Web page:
Meet Karol Weber

Each month we like to chat to a different luxury travel expert. This month it’s the turn of luxury hotel consultant and hotel inspector Karol Weber. Read on to find out more about Karol, his website and Instagram and his thoughts on how the luxury travel sector is evolving.


My name is Karol and I’m the Hotel Inspector from Poland. I have over 15 years of experience in the hospitality industry. I worked in various positions in world-renowned hotel chains, including Four Seasons and InterContinental. Recently, as a hotel consultant, I advise hotel investors mostly on boutique hotels projects, assist in hotel pre-openings and conduct service quality audits and staff trainings.

My job is my passion. That passion for hotels I combine with another, equally strong passion – traveling. There is always a problem which next direction to pick in the first place. Traveling for me is not just sightseeing and leisure, but also the chance to meet new people and experience different customs. Being in different cities around the world, I always look into local renowned hotels, unless I’m staying at them ☺ As an author of the blog I share my hotel and travel experiences and write about trends in the hospitality industry. I love to inspire my readers.

You’ve worked in the luxury travel sector for over 15 years – please tell us how your career started and how it progressed so successfully.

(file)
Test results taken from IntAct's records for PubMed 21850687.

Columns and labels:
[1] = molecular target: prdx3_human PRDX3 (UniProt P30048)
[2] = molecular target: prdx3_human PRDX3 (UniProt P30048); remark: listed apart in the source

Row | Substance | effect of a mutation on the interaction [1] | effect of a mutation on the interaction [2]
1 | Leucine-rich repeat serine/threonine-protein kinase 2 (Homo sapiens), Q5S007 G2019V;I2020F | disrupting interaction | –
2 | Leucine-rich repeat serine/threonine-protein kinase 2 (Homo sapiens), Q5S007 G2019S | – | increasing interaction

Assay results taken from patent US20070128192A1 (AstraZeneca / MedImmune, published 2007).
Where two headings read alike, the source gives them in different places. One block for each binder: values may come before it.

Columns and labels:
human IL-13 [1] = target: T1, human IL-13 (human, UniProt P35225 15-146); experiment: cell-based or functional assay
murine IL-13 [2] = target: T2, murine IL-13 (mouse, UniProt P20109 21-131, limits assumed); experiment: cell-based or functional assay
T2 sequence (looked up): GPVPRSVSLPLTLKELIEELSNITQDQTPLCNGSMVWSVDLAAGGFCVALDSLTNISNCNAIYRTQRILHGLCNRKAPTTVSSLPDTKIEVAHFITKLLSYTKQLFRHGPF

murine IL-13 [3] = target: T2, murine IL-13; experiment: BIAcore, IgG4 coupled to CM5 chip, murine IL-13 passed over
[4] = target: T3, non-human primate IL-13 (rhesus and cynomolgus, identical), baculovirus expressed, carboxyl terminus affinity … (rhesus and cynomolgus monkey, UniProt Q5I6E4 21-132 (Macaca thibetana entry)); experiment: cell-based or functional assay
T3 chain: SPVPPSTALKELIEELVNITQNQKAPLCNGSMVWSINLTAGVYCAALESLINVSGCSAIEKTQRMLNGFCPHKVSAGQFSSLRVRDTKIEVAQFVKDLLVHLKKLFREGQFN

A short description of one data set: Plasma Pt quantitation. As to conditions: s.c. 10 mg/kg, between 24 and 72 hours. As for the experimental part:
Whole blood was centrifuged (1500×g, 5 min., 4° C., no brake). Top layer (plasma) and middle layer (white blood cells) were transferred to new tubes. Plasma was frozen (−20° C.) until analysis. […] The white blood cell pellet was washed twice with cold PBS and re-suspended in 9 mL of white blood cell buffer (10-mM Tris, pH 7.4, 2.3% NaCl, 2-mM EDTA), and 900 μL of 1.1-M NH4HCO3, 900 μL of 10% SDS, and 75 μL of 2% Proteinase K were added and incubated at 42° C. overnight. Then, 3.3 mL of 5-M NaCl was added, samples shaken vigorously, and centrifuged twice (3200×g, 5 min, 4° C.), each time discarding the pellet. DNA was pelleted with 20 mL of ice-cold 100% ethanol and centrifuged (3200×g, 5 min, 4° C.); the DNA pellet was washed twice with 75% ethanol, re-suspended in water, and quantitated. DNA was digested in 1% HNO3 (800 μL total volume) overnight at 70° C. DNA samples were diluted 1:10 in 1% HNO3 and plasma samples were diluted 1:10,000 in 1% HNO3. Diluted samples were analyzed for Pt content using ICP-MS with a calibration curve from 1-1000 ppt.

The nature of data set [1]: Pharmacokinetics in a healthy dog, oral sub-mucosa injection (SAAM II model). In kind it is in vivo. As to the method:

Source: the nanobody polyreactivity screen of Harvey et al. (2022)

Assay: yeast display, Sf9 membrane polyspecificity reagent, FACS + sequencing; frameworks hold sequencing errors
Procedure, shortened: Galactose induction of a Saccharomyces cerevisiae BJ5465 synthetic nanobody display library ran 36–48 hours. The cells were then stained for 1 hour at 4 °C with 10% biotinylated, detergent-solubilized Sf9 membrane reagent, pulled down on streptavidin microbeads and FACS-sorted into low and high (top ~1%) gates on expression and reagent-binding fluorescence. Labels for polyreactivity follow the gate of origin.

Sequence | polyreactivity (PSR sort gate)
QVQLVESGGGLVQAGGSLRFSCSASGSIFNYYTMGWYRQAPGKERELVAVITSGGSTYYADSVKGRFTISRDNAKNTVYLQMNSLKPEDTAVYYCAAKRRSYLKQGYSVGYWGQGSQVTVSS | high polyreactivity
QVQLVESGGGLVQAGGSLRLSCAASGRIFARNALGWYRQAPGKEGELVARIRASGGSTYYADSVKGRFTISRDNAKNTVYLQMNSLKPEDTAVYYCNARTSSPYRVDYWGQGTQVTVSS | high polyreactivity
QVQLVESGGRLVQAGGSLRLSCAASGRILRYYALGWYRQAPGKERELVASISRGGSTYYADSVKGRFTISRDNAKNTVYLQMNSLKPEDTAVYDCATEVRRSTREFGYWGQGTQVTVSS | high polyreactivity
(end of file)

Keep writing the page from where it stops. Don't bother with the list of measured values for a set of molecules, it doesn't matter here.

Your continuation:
Everything started in my hometown in Poland, a tourist destination in the Masurian Lake District, where I graduated from local Hospitality High School. As a teenager I worked during the summer in local hotels and restaurants. After high school I moved to Warsaw, the capital of Poland, where I started a professional career in hotels like Radisson Blu and InterContinental, working as a receptionist. At the same time I studied at the Hotel Management School.

A breakthrough in my career was to go abroad and work in one of the best hotel companies in the world – The Four Seasons. At the Four Seasons Hampshire in England, I worked at the Housekeeping Department, starting as a room attendant, then office coordinator, supervisor and assistant manager. I feel blessed that I could work with high-class managers, who were my mentors, taught me professional hospitality and who saw potential in me. Four Seasons is not just exquisite hotels, it’s the philosophy.

I am thankful for that experience, which brought me to the point I am at right now. Without that experience I guess I wouldn’t be doing what I do now as a Hotel Inspector, hotel consultant and trainer.

What do you love most about your job?

As a hotelier, I love to provide the best possible service and unforgettable experiences to my guests. As a hotel trainer and consultant I love to inspire, share ideas, share my knowledge and professional experience to develop others, improve their performance and increase level of quality at other properties. As a blogger and traveller, I love to discover new and unique places, learn about new trends and meet people full of passions.

When recommending a hotel what are the key qualities and features you look for?

No matter if the hotel has 5 or 3 stars, it must have character, interesting story to tell. I prefer boutique properties located in historic buildings, or new but architecturally interesting. I like design hotels, which pay great attention to details, but at the same time their furnishing and equipment is functional.

I am interested in hotels that use modern technology to provide greater comfort, such as tablets to control room features, self check-in kiosks, or mobile check-in applications and mobile room access. I can’t imagine high quality hotels without high-speed Internet connection, complimentary of course.